John's Roast Pork

Matt Curtis gets our juices flowing, with Philadelphia’s Best Cheesesteak


“Home of the Ultimate Cheesesteak” and “James Beard Award Winner” are just two of the phrases strewn upon a multitude of signs, sitting atop an otherwise unassuming shack on Snyder Avenue. But there is absolutely nothing unassuming about John’s Roast Pork, home to the best sandwiches you will find anywhere in Philadelphia.

While most tourists will flock to the neon clad Geno’s, the adjacent Pat’s King of Steaks, or perhaps to one of the many spots inside Reading Terminal Market, those in the know will head straight to John’s. Established in 1930, it’s run by John Bucci Jr., the third generation of the Bucci family owners. The sandwich shack has received many plaudits over its lifetime, but it’s the James Beard award—perhaps the most prestigious food award in America—that is its greatest.

Unusually for me, my first experience of a sandwich from John’s was not in Philadelphia, but in the parking lot at Denver’s Mile High Stadium, home of the Denver Broncos. My partner, Dianne, had flown into Colorado that morning after visiting friends in Philly, and they had taken her to John’s for lunch before her flight. Knowing my propensity for a good sandwich (especially a Philly cheesesteak) she acquired me one, and stowed it, still warm, in her hand luggage. 

We were tailgating that afternoon, sinking cold cans of New Belgium Fat Tire and Odell IPA before watching a college Football match between the Colorado State Rams and the University of Colorado Buffs. We had discovered that no alcohol would be permitted for sale inside the stadium, so time was of the essence, but still I paused my reckless beer drinking to focus on my sandwich. 

Although now cold, it was somehow no less enticing. I tore open the silvery, greaseproof paper like Charlie in search of a golden ticket, only instead of chocolate I found slathers of thinly sliced, browned to perfection steak, glossy onions, and now congealed provolone cheese. Even in this state, 1700 miles from where it was assembled, it maintained its deliciousness to the point where even several hours after finishing it, the flavour was lodged in my brain. I had to, somehow, try one at the source.

As luck would have it, a year later I had the opportunity to visit Philadelphia. Newly freelance, I used a chunk of my savings to head to that year's Craft Brewers Conference; an opportunity to mingle with new peers, visit some special bars and breweries, and finally eat a fresh sandwich from John’s Roast Pork. After a busy week of beer, seminars, and feeling grossly out of my depth, my time here was almost at its end, and my friend Anita—at the time a resident of South Philly—was driving me to John’s Roast Pork.

PHOTO: DeAnna S (Tripadvisor)

If you didn’t know where you were going, you’d likely drive past John’s several times over, sandwiched as it is between the freeway and the Delaware river, opposite branches of IHOP and Chuck E Cheese. The building is functional, not glamorous, and although small, serves an intense volume of people during its typical opening hours of 6:45am to 3pm.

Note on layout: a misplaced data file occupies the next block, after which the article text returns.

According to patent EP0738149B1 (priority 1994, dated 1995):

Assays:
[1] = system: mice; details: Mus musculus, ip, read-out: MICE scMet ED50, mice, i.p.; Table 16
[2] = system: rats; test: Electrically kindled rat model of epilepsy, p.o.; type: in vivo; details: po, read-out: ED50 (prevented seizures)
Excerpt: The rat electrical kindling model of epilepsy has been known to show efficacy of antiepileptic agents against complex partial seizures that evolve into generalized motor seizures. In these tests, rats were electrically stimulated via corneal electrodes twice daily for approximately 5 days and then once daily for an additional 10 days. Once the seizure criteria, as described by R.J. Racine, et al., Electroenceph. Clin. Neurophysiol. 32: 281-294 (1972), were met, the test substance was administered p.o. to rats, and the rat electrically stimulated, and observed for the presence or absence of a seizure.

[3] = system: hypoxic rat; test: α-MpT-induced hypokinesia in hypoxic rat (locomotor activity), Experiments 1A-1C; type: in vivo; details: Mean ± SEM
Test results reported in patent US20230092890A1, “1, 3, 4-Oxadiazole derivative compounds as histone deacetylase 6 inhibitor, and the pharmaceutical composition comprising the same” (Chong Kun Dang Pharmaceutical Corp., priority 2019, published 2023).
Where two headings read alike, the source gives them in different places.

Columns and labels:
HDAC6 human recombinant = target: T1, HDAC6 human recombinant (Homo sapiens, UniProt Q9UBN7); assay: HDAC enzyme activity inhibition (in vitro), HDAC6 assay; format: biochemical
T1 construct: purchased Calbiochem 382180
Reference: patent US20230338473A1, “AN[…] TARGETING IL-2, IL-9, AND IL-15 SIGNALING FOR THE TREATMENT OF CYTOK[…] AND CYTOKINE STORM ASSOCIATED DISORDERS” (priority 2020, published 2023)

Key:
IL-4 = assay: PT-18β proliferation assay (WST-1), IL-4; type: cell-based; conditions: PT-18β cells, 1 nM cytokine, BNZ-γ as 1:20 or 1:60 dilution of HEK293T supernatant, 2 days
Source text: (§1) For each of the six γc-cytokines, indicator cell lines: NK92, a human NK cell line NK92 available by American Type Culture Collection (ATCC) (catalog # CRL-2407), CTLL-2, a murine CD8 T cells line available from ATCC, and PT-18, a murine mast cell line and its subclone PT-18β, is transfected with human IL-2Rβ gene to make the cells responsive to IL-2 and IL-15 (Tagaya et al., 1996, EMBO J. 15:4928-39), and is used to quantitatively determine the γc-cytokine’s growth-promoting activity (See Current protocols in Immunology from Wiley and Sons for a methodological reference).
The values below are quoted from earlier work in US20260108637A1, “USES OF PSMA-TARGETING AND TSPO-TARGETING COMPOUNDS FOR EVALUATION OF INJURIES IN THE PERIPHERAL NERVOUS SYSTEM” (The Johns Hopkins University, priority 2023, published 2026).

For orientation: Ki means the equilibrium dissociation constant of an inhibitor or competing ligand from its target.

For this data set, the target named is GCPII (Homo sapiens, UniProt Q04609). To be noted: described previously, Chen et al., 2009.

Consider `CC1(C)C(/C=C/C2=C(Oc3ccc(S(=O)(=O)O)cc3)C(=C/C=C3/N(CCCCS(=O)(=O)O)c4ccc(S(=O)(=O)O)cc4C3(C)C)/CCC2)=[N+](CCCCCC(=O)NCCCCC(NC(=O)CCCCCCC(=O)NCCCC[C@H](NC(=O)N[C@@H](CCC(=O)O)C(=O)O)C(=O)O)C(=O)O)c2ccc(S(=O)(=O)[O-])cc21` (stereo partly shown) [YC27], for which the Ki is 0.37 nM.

My time in the city afforded me plenty of time to try out other sandwich spots, including everything from the aforementioned tourist traps, to a midnight cheesesteak from a 7/11 after one too many IPAs. Such is the respect for the sandwich here that not a single bite was a disappointment. One takeaway from ordering sandwiches in Philly, though, was how intense the process is. For the most part, Philadelphia is a relaxed town, which takes things slowly—except when it comes to sandwiches. Orders need to be spoken sharply, and with authority: “cheesesteak, onions, wiz wit.”  

This will get you the standard steak, with gooey American cheese of questionable origin. After a few orders I soon learned that I preferred sharp provolone, and the addition of red peppers (which some locals actually frown upon). John’s was a different experience altogether though; orders were barked with alacrity, with zero time or opportunity for dallying, as the queue was in constant motion. 

During my 20 minute wait, I memorised my order, only to find that when I arrived at the counter and was barked at by the server, I froze. Suddenly, Anita appeared over my shoulder and delivered the order: one cheesesteak, onions, sharp provolone, one roast pork, arugula (broccoli leaves), more sharp provolone. She knew I’d panic, and was prepared. 

A few minutes later we perched on the seats outside with our freshly unwrapped sandwiches. Both were a foot long, sliced perfectly in half, with meat steaming in the early afternoon air. Although I didn’t plan to try the roast pork, Anita had insisted (“it’s called John’s Roast Pork, not John’s Cheesesteaks”). It was glorious, perfectly cooked and seasoned meat, with the tang of cheese and fresh, peppery greens giving it a bit of crunch. 

But the real star was the cheesesteak, which I finally had in its freshest, tastiest form. The hoagie roll gave way like a pillow when bitten into, but maintained its integrity throughout, despite the quantity of beef fat and melted cheese it was required to absorb. The steak was rich and savoury, with the sweet, translucent onions and cut of provolone adding to the waves of satisfaction each bite gave me. A pure moment, and one that is irrevocably Philadelphian. I love you, John’s Roast Pork.

Cover photo: Eric Kilby (CC BY-SA 2.0)

Header photo: Christine D (Tripadvisor)

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